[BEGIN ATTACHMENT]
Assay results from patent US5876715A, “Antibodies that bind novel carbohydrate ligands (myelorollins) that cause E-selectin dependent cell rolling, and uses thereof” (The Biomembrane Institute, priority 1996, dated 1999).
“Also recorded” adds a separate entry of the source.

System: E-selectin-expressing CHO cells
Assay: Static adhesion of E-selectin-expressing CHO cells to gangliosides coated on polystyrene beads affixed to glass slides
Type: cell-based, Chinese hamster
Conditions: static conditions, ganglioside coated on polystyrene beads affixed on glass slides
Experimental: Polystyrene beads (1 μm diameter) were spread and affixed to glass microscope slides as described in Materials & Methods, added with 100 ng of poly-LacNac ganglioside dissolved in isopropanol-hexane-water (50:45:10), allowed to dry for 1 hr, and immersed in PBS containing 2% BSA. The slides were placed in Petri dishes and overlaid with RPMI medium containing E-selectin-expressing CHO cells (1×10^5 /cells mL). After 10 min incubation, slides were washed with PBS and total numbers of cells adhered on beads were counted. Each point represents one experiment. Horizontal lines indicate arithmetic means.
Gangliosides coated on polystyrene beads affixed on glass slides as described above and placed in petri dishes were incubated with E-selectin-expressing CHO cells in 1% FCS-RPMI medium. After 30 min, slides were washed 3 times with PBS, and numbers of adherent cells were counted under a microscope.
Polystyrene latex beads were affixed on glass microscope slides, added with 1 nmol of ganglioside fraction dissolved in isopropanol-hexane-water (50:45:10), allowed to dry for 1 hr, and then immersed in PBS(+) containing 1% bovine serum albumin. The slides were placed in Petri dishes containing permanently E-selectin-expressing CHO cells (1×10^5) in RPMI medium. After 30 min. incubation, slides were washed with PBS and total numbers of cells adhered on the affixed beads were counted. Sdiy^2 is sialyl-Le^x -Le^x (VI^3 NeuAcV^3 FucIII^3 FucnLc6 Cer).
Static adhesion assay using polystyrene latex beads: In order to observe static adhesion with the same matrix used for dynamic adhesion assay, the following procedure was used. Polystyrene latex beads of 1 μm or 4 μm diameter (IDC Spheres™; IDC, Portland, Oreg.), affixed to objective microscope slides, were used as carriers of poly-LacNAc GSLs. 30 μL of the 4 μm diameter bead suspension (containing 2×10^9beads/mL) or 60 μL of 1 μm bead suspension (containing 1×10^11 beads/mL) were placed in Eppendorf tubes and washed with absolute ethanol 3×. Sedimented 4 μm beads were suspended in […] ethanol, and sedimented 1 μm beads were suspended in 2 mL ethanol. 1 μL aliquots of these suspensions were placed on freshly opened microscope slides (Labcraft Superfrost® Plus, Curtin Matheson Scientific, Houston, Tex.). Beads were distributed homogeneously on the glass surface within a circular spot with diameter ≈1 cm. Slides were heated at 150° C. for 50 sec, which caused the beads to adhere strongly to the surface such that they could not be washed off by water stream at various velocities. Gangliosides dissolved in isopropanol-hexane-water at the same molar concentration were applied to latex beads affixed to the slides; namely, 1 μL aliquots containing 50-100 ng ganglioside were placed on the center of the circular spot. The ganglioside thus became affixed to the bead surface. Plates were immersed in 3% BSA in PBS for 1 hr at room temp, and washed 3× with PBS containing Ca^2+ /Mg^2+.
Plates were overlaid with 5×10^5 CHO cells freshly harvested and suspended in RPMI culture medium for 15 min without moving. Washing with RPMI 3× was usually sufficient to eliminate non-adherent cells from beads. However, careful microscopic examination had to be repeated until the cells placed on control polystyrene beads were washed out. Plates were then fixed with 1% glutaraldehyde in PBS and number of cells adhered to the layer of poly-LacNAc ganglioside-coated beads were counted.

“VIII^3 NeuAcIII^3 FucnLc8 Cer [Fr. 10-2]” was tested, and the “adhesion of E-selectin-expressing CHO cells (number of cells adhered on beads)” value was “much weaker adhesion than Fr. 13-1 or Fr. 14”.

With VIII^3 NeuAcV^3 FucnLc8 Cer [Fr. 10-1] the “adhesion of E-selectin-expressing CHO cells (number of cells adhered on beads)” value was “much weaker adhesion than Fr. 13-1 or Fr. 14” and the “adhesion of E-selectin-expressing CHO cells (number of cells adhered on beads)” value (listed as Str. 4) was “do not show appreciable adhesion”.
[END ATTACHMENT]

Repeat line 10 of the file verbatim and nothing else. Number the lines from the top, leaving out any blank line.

Static adhesion assay using polystyrene latex beads: In order to observe static adhesion with the same matrix used for dynamic adhesion assay, the following procedure was used. Polystyrene latex beads of 1 μm or 4 μm diameter (IDC Spheres™; IDC, Portland, Oreg.), affixed to objective microscope slides, were used as carriers of poly-LacNAc GSLs. 30 μL of the 4 μm diameter bead suspension (containing 2×10^9beads/mL) or 60 μL of 1 μm bead suspension (containing 1×10^11 beads/mL) were placed in Eppendorf tubes and washed with absolute ethanol 3×. Sedimented 4 μm beads were suspended in […] ethanol, and sedimented 1 μm beads were suspended in 2 mL ethanol. 1 μL aliquots of these suspensions were placed on freshly opened microscope slides (Labcraft Superfrost® Plus, Curtin Matheson Scientific, Houston, Tex.). Beads were distributed homogeneously on the glass surface within a circular spot with diameter ≈1 cm. Slides were heated at 150° C. for 50 sec, which caused the beads to adhere strongly to the surface such that they could not be washed off by water stream at various velocities. Gangliosides dissolved in isopropanol-hexane-water at the same molar concentration were applied to latex beads affixed to the slides; namely, 1 μL aliquots containing 50-100 ng ganglioside were placed on the center of the circular spot. The ganglioside thus became affixed to the bead surface. Plates were immersed in 3% BSA in PBS for 1 hr at room temp, and washed 3× with PBS containing Ca^2+ /Mg^2+.